Why Disability Insurance? Chances Of Becoming Disabled Are Greater Than Your Chances Of Not

If you and your loved ones depend on your salary for support, then you probably need long term disability income insurance.

Think about it: if you were to become disabled, even for a few months, how would you and your family manage? Who would pay your bills? Disabling illness or injury is one of the leading causes of bankruptcy in the United States.

Most people do not realize that their chances of becoming disabled are greater than their chances of dying prematurely. Yet they are more likely to buy life insurance than disability insurance. For this reason, people in the insurance industry call disability “the forgotten risk.’ According to statistics from the Journal of the American Society of Chartered Life Underwriters, if you are age thirty to fifty-five, your chances of becoming disabled are two to three times greater than your chances of dying.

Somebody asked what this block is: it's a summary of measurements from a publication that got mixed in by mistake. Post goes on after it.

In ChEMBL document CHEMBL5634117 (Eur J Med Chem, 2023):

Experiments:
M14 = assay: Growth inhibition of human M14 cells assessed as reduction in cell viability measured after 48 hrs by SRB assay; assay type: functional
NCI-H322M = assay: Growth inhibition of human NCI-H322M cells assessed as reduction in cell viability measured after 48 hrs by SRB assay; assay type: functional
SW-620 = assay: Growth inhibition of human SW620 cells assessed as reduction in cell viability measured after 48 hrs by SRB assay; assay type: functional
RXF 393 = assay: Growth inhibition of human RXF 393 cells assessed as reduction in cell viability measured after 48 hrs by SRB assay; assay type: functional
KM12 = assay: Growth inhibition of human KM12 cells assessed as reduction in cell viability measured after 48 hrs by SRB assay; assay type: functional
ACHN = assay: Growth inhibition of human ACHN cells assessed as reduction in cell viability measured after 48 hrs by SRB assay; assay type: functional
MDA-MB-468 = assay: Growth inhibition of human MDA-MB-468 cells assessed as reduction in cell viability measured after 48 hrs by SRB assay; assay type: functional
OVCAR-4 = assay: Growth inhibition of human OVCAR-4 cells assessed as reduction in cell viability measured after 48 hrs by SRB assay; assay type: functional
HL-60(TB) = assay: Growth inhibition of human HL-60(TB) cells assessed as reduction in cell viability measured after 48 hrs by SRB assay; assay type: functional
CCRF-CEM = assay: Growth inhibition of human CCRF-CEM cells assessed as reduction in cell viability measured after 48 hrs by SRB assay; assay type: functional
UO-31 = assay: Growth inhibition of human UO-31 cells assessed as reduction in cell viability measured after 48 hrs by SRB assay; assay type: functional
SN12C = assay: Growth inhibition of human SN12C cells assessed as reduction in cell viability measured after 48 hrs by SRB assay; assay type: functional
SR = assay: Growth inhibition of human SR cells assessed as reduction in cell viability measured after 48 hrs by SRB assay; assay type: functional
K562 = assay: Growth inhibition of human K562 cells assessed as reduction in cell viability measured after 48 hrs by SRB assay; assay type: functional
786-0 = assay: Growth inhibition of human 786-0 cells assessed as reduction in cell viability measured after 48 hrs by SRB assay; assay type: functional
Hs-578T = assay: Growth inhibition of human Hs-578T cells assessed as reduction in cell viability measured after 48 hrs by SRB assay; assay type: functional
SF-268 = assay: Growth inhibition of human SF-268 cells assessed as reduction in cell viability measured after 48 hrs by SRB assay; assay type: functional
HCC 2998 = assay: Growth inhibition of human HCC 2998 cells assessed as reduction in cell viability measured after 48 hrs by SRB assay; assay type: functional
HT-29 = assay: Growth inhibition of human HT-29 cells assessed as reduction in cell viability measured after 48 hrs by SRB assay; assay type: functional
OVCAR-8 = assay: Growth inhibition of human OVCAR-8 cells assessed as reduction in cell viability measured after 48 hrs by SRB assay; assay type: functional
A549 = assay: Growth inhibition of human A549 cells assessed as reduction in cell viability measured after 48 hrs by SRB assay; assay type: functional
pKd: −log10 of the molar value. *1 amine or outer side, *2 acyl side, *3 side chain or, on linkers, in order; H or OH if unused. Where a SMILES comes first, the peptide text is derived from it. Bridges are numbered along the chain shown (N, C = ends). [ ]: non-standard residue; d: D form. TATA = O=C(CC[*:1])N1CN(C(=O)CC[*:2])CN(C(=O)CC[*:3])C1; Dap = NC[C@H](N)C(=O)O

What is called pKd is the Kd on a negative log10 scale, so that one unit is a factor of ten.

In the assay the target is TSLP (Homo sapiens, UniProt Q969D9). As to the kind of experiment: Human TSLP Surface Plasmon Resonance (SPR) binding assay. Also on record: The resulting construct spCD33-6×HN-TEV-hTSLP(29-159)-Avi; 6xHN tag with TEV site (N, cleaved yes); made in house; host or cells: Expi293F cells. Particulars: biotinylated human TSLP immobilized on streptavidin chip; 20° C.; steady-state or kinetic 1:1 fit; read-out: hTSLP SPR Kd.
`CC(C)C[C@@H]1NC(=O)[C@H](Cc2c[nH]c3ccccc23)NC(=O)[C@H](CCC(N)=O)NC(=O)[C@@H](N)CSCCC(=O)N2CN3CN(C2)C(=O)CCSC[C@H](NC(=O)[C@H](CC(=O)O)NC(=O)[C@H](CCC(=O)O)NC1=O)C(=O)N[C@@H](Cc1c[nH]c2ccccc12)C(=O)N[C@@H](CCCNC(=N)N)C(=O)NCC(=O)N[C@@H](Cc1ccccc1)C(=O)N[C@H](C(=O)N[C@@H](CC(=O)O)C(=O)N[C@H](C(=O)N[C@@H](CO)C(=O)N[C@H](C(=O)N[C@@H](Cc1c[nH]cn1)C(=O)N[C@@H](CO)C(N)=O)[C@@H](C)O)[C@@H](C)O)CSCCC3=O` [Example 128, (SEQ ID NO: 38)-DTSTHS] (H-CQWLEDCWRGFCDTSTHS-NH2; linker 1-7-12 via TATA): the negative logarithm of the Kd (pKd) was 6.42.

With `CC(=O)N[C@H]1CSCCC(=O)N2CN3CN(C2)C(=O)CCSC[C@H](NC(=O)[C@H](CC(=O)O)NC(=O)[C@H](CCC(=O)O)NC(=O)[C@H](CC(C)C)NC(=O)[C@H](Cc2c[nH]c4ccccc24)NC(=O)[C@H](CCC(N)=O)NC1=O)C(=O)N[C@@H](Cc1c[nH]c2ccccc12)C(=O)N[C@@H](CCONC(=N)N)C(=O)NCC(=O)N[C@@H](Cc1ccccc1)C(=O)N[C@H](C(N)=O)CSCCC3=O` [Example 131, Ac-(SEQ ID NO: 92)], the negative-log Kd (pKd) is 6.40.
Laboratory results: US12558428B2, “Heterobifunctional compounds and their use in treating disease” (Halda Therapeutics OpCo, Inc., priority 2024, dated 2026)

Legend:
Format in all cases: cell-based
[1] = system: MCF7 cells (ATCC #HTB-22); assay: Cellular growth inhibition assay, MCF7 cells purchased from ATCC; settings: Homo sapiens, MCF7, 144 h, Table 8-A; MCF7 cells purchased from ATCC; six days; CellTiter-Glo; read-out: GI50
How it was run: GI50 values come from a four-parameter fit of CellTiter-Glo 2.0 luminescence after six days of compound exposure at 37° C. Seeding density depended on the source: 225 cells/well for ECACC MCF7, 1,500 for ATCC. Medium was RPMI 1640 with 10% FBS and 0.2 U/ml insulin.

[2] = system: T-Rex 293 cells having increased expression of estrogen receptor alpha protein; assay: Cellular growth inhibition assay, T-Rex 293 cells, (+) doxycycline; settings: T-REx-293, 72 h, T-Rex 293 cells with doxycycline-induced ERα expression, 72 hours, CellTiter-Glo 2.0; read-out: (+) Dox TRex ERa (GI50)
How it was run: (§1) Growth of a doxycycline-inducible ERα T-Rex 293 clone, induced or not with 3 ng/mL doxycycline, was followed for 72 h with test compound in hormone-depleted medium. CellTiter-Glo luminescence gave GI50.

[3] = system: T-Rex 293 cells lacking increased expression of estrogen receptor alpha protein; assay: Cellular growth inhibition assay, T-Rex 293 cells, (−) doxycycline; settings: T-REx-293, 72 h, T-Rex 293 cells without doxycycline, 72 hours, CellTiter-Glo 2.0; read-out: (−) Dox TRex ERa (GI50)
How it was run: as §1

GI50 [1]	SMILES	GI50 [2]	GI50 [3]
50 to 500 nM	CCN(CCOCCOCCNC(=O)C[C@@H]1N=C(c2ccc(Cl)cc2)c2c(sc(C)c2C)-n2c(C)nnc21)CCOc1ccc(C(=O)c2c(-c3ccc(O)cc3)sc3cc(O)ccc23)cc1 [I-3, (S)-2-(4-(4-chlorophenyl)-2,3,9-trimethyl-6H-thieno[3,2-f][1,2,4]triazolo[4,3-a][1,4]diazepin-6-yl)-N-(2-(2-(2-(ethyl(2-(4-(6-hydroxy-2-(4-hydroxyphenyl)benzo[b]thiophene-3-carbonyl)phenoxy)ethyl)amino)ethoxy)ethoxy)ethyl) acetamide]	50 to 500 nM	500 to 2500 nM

If you are thirty-five years old, you have a 50:50 chance of experiencing a disability lasting last three months or longer before you retire. One in seven workers will become disabled for more than five years before he or she reaches age 65.

Many people mistakenly believe that the government or Worker’s Compensation will pay them an income if they become disabled. Actually, more than 80% of the people who apply for Social Security disability benefits are rejected. Social Security does not pay benefits for partial or short-term disability. Your disability has to either last a year or be expected to last a year before you can collect Social Security. Worker’s Compensation pays only if you were injured on the job and benefits are often limited to a few years.